No Family Shows Up To Claim Veterans Body So All Of Nashville Attends Funeral

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No Family Shows Up To Claim Veterans Body So All Of Nashville Attends Funeral

WATE 6 On Your Side / Facebook

At Middle Tennessee Veterans Cemetery on Nov. 9, 2018, Americans confirmed that appreciation and reverence for our country's military veterans runs very deep.

Hardly anyone knew of Marine Corps Sgt. Leo Stokley. The 69-year-old Vietnam veteran passed on, leaving behind no biological family.

A community funeral director set up burial arrangements for the veteran, expecting a very small amount of people-- if anyone-- to attend his funeral.

But two days before the scheduled service, a lot of people started phoning the funeral home, claiming they would be there to commend Stokley.

*** Call for Attendance (Pegram, TN) *** WTF Nation, we have an unclaimed veteran being buried with no family. Leo...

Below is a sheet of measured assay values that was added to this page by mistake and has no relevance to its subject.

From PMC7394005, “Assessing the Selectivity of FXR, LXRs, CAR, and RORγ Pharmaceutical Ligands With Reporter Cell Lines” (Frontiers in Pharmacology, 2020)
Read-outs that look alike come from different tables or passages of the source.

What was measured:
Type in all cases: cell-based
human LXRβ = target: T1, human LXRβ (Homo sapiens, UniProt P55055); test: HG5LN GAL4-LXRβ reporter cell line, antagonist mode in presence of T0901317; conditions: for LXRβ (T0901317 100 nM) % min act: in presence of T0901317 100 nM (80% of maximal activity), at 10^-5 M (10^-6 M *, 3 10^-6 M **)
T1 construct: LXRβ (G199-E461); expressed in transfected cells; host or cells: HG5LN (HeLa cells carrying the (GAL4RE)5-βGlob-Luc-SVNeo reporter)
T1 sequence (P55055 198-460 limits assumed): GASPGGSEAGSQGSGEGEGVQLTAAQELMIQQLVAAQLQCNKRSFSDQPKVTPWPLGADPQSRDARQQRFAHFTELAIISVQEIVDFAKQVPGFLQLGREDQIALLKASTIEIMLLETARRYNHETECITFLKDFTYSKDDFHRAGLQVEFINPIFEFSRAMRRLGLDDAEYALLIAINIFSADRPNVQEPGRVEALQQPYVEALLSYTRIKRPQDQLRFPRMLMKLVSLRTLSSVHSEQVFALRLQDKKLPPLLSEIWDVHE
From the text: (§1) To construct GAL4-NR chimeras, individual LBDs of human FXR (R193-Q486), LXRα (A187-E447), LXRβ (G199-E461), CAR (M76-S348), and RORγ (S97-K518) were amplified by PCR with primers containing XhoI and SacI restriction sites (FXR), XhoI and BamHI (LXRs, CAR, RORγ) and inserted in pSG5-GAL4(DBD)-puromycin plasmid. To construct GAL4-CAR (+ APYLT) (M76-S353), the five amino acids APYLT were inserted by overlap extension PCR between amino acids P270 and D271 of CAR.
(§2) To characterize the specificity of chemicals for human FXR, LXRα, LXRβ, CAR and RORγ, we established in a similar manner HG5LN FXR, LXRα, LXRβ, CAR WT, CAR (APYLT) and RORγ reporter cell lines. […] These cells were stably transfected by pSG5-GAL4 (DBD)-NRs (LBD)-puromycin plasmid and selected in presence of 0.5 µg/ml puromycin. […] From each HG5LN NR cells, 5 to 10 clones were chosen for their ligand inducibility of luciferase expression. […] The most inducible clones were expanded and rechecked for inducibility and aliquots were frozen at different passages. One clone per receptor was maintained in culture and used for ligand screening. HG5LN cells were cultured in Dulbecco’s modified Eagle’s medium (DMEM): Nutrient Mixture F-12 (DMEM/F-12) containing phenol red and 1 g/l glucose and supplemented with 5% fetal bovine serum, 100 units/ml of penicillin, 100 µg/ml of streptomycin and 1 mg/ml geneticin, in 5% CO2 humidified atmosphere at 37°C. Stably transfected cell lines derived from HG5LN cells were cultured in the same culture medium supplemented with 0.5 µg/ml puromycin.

Posted by U.S Army W.T.F! moments on Wednesday, November 7, 2018

The word pertaining to the unclaimed veteran spread after Facebook group U.S. Army WTF moments published a need attendance online, requesting individuals to guarantee that the hero would not be buried alone.

Tea Gray, Cay Cross and Samantha Anderson think of themselves as being Stokley's family.

"He wasn't alone"J.t. Cooper / Facebook

They were wowed that so many strangers came to his funeral, putting in the time laughing and reminiscing about the marine they really loved like family.

" He was one of our charming eaters who always wanted chocolate chess pie," Gray told WSMV.

Nashville local Kay-Lynn Carew was also one of the guests, mentioning she found out about the gathering from her daughter.

" She knows I live here, I work here," said Carew. "She said can you come, I said heck yeah I can turn up."

On Friday, Carew ended up being an honorary member of Stokley's family, as well.

" When you hear about a veteran, and nobody's gon na be there, somebody's got ta attend," Carew said.

" Lots of people forget, there's a ton of veterans that don't have any relatives left. We're all the family, we're Americans, we're the family."

Cross said that Stokley would definitely have appreciated seeing the wave of supporters at Middle Tennessee Veterans Cemetery.

" I can claim we were his family," said Gray. "He came to be our family."

Rest in peace, Marine.

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